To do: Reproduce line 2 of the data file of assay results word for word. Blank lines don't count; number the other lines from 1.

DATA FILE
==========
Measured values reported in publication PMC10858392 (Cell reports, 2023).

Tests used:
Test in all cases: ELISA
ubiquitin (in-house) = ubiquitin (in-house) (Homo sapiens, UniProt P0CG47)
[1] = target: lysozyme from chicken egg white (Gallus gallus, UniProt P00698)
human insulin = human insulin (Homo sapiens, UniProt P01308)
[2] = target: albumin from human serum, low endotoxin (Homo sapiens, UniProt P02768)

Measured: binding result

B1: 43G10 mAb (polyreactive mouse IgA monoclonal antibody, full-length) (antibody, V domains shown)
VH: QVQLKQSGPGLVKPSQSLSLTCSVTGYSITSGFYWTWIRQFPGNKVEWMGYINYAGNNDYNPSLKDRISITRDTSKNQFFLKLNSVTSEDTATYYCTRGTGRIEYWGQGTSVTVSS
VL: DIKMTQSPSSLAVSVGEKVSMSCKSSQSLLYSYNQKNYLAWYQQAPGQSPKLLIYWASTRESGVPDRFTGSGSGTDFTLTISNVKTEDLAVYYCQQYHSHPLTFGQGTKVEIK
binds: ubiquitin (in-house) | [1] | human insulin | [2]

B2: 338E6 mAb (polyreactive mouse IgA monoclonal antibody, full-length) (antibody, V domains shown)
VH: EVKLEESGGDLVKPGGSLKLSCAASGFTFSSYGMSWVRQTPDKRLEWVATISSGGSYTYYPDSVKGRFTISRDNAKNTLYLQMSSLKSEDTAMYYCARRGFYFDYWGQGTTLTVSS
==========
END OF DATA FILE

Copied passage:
Tests used: